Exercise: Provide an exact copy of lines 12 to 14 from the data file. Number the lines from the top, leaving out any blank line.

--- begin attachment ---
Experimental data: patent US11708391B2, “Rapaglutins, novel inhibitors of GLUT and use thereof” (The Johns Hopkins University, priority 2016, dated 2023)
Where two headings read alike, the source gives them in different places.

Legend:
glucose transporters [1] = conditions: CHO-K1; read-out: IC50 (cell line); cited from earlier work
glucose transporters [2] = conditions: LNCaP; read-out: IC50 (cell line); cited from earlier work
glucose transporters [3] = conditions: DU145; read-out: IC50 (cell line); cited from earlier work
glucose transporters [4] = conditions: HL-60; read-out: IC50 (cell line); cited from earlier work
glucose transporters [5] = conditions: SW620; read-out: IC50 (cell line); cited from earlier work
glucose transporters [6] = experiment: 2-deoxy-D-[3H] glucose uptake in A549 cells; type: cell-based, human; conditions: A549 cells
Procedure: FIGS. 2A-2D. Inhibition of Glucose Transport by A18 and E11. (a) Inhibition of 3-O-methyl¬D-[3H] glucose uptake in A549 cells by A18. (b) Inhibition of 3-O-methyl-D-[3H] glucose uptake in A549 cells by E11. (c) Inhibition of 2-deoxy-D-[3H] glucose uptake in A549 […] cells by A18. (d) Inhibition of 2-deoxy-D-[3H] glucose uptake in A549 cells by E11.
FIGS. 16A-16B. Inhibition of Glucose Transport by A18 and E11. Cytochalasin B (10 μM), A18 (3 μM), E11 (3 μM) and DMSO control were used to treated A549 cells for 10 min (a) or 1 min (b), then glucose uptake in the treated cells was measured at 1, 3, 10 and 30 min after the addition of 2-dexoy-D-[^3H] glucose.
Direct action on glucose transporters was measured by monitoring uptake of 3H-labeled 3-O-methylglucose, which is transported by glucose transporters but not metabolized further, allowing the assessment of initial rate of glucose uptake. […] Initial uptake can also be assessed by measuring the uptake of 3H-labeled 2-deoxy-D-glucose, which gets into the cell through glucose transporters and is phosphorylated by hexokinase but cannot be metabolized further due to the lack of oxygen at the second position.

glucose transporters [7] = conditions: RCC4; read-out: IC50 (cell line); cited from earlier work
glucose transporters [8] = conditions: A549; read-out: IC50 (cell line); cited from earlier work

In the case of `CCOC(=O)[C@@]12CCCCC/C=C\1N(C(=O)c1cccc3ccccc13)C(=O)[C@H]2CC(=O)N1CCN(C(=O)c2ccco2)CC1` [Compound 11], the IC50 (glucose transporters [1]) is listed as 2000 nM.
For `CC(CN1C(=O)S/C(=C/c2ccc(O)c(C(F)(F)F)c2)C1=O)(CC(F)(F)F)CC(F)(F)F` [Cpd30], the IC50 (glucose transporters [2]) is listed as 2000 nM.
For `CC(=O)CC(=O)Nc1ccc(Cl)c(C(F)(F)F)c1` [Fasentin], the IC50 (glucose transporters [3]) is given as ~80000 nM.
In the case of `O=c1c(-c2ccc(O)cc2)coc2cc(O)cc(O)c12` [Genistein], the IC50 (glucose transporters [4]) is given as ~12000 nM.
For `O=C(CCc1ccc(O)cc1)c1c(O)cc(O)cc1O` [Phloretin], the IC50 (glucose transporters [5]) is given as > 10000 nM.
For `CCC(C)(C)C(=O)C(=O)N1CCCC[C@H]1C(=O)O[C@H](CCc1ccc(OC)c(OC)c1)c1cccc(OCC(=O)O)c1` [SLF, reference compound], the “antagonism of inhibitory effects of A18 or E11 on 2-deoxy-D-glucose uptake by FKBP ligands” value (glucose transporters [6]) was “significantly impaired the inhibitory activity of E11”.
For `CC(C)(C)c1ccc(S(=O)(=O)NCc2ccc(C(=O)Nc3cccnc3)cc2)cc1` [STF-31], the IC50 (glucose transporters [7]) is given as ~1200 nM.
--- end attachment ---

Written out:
Direct action on glucose transporters was measured by monitoring uptake of 3H-labeled 3-O-methylglucose, which is transported by glucose transporters but not metabolized further, allowing the assessment of initial rate of glucose uptake. […] Initial uptake can also be assessed by measuring the uptake of 3H-labeled 2-deoxy-D-glucose, which gets into the cell through glucose transporters and is phosphorylated by hexokinase but cannot be metabolized further due to the lack of oxygen at the second position.

glucose transporters [7] = conditions: RCC4; read-out: IC50 (cell line); cited from earlier work
glucose transporters [8] = conditions: A549; read-out: IC50 (cell line); cited from earlier work